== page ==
Two of my friends are polar opposites when it comes to politics.
One is oh so liberal. Excuse me, oh so progressive. The other is conservative. Quite so.
They don’t often agree on issues. On other topics, they are fine. Just not on politics.
That’s the reason it was so unusual earlier this month when these two found themselves agreeing on one of the most-talked-about news developments in Iowa politics since Bruce Braley made those stupid, derogatory comments about the possibility “a farmer” — read that, Chuck Grassley — might end up chairing the U.S. Senate Judiciary Committee.
The latest news dealt with Kim Weaver, the Democrat from Sheldon. She is running against U.S. Rep. Steve King, the Republican from Kiron who has served in the U.S. House since 2003.
The Des Moines Register broke the news that Weaver, before first challenging King in 2016, had worked as a $3.99-per-minute telephone psychic.
The most difficult job in Iowa politics has to be running against King, the master of blunt comments. While many Iowans recoil in embarrassment and disgust with some of the things he says (remember “calves the size of cantaloupes”?), the majority of voters in King’s district clearly like him.
Weaver learned that lesson firsthand. She lost to King in the 2016 election by 22 percentage points. Four years earlier, former Iowa first lady Christie Vilsack fell victim by 8 points.
Democrats aren’t giving up, though. They have an Energizer Bunny focus on King following more comments of his, such as his recent statement that “our civilization” can’t be restored with “somebody else’s babies.”
Weaver announced her 2018 candidacy shortly after the babies comment. And donors from across the nation have contributed $179,000 to her campaign.
But then Weaver ran up against her past as “Kimberanne, the Spirit Weaver.”
It’s not that working as a telephone psychic is a below the stature a potential member of the U.S. House should have. Laura Belin, who writes the “Bleeding Heartland” political blog, quoted one person’s reaction to these interesting details from Weaver’s past: “I’d rather have a psychic than a psycho.”
But this is where my two friends and their views from the opposite ends of the political spectrum merged. Both know Weaver should do voters a favor and throw in the towel.
My progressive friend said someone who charged $3.99 per minute to provide people with “readings” and “accurate advice” is never going to defeat the entrenched Steve King. Her continued presence in the race is going to distract voters, and prospective donors, from candidates who might have a better chance of unseating King.
My conservative friend thinks that being a telephone psychic is a deal-breaker, especially in the 4th Congressional District, which covers northwest and north central Iowa.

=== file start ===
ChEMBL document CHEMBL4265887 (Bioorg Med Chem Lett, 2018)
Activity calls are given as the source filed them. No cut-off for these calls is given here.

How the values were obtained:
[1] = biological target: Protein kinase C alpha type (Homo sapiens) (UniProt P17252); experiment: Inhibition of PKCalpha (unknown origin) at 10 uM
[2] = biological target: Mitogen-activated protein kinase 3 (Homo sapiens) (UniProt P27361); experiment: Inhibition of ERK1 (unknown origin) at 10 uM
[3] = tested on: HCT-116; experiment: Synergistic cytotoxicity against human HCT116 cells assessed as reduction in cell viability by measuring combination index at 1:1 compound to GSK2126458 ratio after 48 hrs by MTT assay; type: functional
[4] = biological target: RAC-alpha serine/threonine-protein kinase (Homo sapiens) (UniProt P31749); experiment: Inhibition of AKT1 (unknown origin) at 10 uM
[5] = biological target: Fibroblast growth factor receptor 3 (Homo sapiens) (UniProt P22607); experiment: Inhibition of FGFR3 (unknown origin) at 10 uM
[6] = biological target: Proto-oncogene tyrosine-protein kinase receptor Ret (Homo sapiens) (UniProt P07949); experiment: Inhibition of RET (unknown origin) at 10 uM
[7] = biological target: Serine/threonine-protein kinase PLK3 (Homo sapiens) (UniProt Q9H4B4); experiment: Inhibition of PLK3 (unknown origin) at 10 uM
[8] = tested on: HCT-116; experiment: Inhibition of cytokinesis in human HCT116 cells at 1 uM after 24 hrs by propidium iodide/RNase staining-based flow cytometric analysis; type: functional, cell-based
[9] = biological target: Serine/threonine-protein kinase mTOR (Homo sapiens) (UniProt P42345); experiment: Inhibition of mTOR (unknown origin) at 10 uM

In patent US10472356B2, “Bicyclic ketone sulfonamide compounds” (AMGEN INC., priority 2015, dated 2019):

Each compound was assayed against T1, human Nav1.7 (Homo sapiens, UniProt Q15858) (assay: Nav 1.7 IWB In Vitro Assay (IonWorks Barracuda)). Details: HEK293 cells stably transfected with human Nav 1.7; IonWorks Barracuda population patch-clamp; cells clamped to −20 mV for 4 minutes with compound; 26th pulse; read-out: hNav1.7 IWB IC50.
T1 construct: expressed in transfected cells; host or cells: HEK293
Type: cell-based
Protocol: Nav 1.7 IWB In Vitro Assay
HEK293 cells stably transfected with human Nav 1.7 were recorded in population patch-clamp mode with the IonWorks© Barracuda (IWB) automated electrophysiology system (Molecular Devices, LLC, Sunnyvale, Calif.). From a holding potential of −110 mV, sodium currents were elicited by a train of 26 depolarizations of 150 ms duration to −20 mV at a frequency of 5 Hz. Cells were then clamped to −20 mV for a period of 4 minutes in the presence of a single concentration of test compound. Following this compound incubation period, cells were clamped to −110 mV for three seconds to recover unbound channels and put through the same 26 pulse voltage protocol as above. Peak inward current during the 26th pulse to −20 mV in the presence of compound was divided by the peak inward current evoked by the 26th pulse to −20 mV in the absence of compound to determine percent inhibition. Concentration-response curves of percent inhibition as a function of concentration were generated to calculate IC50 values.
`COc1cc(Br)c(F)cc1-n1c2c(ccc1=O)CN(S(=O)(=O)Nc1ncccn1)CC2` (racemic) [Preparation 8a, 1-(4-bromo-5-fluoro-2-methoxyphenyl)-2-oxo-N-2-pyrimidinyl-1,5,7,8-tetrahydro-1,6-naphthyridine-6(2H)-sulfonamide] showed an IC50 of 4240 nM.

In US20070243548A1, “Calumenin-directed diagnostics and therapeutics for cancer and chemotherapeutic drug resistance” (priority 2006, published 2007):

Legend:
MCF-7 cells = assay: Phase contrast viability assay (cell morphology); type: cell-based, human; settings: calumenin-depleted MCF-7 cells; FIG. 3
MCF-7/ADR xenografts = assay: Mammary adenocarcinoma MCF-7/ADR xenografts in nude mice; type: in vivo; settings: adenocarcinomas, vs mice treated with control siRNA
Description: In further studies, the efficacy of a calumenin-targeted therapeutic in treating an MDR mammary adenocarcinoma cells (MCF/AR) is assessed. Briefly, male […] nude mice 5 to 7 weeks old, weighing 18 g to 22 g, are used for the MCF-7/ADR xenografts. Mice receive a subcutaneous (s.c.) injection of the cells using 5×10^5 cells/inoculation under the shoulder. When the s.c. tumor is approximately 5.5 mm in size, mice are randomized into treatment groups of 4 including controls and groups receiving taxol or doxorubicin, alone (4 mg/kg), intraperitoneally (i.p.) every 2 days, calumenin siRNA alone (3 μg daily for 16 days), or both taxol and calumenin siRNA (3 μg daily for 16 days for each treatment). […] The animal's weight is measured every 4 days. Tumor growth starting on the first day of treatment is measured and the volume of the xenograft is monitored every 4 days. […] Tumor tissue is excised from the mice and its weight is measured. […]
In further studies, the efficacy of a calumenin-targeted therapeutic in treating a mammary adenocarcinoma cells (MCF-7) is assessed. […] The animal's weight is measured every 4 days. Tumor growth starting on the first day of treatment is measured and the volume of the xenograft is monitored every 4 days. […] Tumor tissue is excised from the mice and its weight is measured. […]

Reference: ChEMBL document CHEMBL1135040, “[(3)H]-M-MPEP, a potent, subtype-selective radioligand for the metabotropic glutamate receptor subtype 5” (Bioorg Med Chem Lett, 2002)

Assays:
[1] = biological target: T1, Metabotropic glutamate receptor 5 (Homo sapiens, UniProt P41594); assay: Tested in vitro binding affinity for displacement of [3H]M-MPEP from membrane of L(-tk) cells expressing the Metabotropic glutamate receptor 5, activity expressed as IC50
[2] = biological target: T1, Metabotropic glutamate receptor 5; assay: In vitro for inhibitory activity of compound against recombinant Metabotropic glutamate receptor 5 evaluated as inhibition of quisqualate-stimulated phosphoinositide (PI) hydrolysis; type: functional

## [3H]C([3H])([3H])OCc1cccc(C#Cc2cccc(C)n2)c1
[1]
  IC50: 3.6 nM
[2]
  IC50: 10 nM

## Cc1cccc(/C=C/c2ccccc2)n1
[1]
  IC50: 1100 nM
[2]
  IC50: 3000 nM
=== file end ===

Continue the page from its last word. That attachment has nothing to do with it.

Weaver doesn’t see it that way. She told the Des Moines Register, “I didn’t really do anything. It was all for entertainment purposes.”
Todd Prieb, her campaign director, said, “Frankly, the idea that people would care about something Kim did 10 years ago on an entertainment website, more than Steve King’s horrendous voting record, is insulting to the voters of this district.”
Of course, Weaver’s online venture didn’t appear to be just a hobby or just for entertainment when some people called to tap into what she touted as her “proven track record of consistently providing accurate psychic readings.”
That was especially true when she used her nonexistent skills to reassure one woman whose husband was missing that he was not dead.
It was true, too, when a mother called to ask about her teenage daughter and boyfriend. Weaver’s “reading” that this was a positive relationship was thrown off kilter when the mother mentioned that her teen’s boyfriend was 32 years old.
Weaver is a very pleasant, knowledgeable mother whose real job these days is working for the state’s long-term care ombudsman, looking out for the interests of residents of nursing homes in northwest Iowa. She’s a passionate advocate for a government role in lending a hand to the less fortunate members of society and for dealing with the erosion of the middle class standard of living.
If she remains in the U.S. House race, however, the person who once touted herself as “an internationally recognized psychic” should be able to clearly foresee this:
Her background as a clairvoyant will be mined endlessly by opponents — by Democrats in a primary election, by Republicans in the general election — for embarrassing details to undermine her credibility as a worthy challenger to King.
There’s no need for Democrats to serve up such heaping helpings of distractions. The 2018 campaign in the 4th Congressional District should be about King, not Kim Weaver.
by Randy Evans
Reprint from the Bloomfield Democrat